File photo of the Supreme Court of India | Manisha Mondal | ThePrint
File photo of the Supreme Court of India | Manisha Mondal | ThePrint

New Delhi: Chennai Financial Markets and Accountability (CFMA) has filed an application in the Supreme Court alleging that despite the apex court’s December 9 order, no apparent steps have been taken by the SEBI to appoint an observer for overseeing the e-voting process with regard to winding up Franklin Templeton’s six mutual fund schemes.

The top court had on December 9 asked the Securities and Exchange Board of India (SEBI) to appoint an observer for overseeing the e-voting process, scheduled between December 26 to December 29.

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The concern of CFMA is, though the aforesaid order was passed on the 9th of this month, there has been no apparent steps taken by SEBI to appoint an observer. The voting is scheduled to commence from tomorrow (December 26) and there is no update about who the observer is, or his/her e-mail id, contact information, etc, CFMA said in a press statement.

In its statement, CFMA has said it has moved an interim application in the apex court.

On December 9, the top court had said its December 3 order, in which it had said that for the time being, there will be a stay of redemption payment to the unit holders , would continue till the next date of hearing.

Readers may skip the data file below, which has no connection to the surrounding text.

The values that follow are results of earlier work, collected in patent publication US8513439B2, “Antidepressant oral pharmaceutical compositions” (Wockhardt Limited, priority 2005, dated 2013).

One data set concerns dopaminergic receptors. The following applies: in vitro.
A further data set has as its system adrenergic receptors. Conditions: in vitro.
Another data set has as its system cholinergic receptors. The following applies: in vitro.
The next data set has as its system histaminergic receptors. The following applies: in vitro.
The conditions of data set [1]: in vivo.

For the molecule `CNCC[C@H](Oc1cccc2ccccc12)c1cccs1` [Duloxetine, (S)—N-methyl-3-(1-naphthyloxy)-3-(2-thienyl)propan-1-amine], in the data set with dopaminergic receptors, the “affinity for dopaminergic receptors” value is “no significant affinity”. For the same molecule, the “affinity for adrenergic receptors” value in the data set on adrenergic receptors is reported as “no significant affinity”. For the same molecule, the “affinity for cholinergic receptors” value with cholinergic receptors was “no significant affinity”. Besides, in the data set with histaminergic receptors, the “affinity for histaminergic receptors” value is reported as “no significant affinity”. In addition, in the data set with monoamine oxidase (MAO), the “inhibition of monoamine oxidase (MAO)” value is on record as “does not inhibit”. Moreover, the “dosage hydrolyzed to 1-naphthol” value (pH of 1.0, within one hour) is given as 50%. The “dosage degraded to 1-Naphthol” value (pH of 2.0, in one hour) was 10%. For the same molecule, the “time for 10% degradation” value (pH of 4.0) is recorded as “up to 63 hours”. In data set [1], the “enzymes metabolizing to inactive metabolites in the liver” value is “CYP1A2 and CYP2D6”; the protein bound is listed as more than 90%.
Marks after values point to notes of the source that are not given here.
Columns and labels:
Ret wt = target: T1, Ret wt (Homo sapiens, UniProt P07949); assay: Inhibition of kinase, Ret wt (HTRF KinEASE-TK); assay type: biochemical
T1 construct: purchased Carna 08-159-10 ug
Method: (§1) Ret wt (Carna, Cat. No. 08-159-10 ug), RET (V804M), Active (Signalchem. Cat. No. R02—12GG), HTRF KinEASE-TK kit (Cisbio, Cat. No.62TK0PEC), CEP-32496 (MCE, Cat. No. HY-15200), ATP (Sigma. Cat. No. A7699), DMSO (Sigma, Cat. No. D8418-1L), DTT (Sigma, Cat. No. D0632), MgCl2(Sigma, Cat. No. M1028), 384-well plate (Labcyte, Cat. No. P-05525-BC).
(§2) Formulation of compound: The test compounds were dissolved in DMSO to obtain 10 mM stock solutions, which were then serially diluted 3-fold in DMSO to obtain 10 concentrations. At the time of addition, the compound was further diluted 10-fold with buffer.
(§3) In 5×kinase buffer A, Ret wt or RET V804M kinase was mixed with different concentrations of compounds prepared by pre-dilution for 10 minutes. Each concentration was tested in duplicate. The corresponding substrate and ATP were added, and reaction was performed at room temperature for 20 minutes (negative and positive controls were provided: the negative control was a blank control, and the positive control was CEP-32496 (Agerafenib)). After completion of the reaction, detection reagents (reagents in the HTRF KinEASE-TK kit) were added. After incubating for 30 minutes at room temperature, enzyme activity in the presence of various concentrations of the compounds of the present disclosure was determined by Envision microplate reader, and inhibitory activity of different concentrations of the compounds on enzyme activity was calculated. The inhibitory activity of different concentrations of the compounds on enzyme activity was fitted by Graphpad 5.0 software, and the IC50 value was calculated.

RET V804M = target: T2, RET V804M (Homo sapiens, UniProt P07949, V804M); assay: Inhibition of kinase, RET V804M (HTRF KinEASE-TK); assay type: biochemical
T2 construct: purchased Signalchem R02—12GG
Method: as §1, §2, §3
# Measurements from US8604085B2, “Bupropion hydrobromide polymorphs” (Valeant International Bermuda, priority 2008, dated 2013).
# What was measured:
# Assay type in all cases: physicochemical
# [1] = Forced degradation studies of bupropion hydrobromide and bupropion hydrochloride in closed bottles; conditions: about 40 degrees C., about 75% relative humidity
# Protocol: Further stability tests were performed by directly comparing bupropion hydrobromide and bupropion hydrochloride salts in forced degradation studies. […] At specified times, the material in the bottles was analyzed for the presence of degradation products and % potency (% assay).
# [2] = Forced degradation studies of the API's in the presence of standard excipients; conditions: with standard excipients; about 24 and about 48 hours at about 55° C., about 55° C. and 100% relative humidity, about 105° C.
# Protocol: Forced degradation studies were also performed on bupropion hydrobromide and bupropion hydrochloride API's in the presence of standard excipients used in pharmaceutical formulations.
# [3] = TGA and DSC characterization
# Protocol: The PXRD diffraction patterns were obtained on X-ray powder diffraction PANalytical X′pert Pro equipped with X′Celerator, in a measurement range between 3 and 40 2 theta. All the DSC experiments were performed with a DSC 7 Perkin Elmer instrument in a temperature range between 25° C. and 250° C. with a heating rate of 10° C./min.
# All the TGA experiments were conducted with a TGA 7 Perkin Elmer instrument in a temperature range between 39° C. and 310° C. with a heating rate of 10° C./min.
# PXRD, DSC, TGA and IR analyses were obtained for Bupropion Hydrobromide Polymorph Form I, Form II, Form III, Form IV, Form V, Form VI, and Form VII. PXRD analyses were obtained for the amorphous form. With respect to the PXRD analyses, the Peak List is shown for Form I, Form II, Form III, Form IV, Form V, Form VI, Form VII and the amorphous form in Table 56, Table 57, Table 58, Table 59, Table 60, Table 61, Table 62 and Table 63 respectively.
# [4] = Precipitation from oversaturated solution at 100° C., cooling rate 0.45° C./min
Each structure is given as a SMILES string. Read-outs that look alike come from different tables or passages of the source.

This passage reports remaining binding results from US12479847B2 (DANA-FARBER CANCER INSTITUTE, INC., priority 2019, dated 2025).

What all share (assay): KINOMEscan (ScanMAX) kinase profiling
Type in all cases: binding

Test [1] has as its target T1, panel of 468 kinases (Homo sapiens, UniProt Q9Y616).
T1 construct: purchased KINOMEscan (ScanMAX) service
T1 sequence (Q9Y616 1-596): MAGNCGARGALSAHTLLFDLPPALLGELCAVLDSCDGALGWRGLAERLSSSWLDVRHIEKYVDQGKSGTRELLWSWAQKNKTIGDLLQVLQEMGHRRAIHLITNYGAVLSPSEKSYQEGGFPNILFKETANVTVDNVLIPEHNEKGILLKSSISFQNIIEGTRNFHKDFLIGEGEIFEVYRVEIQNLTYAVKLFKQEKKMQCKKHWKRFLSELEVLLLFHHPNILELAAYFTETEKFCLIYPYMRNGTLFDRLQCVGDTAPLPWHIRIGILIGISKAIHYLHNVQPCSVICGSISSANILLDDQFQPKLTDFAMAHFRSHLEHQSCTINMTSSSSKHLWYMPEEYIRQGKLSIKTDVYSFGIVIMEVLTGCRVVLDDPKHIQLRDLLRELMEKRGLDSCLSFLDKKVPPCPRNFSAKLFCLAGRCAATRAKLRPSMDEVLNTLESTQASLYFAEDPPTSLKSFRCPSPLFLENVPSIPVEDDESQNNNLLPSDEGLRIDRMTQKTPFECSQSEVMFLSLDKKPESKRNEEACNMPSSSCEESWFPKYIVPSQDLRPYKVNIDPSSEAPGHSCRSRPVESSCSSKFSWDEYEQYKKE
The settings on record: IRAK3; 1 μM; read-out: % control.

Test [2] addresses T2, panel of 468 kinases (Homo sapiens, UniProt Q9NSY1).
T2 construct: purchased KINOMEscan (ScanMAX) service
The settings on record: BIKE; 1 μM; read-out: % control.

SEBI shall appoint an observer regarding the e-voting of unit holders which is scheduled between December 26 to December 29, 2020. The result of the e-voting would not be announced and would be produced before us in a sealed cover along with the report of the observer appointed by the SEBI , the apex court had said in its December 9 order.

It had posted the matter for hearing in the third week of January.

On December 3, the apex court had asked Franklin Templeton Mutual Fund to initiate steps within one week for calling a meeting of unit-holders to seek their consent for closure of six mutual fund schemes.

On December 7, Franklin Templeton Mutual Fund had said it has sought consent of the unit-holders for the orderly winding up of the six fixed income schemes.

The apex court is hearing the pleas, including the one filed by Franklin Templeton against the Karnataka High Court order which stopped the fund house from winding up its debt fund schemes without prior consent of the investors.

On October 24, the Karnataka High Court had said the decision of Franklin Templeton Trustee Services Private Limited to wind up six schemes cannot be implemented unless the consent of the unit holders is obtained.

The six schemes are Franklin India Low Duration Fund, Franklin India Ultra Short Bond Fund, Franklin India Short Term Income Plan, Franklin India Credit Risk Fund, Franklin India Dynamic Accrual Fund and Franklin India Income Opportunities Fund.

Franklin Templeton MF closed these six debt mutual fund schemes on April 23, citing redemption pressure and lack of liquidity in the bond market.

Till November 27, the six schemes received total cash flows of Rs 11,576 crore from maturities, pre-payments and coupon payments since April 24, 2020.

The cash available stands at Rs 7,226 crore as of November 27 for the four cash positive schemes, subject to fund running expenses.

Also read: Karnataka High Court stops Franklin Templeton debt funds closure without investor consent


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  1. The Chennai association seem to have an agenda which is not for the small investors. They seem to be interested to get some money out of FT, by arm twisting and being a pain in the


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